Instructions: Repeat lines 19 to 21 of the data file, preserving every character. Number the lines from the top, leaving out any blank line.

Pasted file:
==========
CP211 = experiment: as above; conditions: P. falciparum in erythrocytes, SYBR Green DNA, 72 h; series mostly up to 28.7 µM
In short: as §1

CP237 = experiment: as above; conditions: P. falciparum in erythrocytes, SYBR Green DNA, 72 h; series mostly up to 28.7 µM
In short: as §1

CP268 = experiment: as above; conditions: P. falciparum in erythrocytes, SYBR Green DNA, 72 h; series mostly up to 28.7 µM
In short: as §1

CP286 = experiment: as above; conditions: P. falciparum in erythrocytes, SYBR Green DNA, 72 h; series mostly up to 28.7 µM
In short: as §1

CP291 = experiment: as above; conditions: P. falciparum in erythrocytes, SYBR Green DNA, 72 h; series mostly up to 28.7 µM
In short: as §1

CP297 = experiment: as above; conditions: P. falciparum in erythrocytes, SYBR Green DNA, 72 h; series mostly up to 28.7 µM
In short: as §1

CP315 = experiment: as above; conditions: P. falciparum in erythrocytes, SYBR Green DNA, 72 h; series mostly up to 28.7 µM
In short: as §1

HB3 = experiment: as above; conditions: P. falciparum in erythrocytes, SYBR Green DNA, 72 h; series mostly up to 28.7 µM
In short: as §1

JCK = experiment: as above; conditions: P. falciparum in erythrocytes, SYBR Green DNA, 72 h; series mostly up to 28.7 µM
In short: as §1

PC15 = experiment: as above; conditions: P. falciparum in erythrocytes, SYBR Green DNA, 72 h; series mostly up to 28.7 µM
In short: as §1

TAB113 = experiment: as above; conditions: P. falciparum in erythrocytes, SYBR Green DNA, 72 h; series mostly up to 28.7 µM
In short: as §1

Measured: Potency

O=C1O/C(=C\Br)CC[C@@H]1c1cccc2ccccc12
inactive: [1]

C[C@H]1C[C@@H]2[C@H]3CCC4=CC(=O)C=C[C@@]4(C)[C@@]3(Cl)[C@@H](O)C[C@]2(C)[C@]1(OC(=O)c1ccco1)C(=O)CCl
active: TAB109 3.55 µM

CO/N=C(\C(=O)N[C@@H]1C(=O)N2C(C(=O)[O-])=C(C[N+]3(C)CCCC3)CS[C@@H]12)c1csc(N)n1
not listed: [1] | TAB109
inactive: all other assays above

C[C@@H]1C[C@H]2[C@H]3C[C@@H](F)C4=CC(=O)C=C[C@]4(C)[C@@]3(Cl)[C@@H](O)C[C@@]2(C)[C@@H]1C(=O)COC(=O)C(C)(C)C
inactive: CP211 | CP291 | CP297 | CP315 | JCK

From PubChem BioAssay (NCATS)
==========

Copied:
PC15 = experiment: as above; conditions: P. falciparum in erythrocytes, SYBR Green DNA, 72 h; series mostly up to 28.7 µM
In short: as §1

TAB113 = experiment: as above; conditions: P. falciparum in erythrocytes, SYBR Green DNA, 72 h; series mostly up to 28.7 µM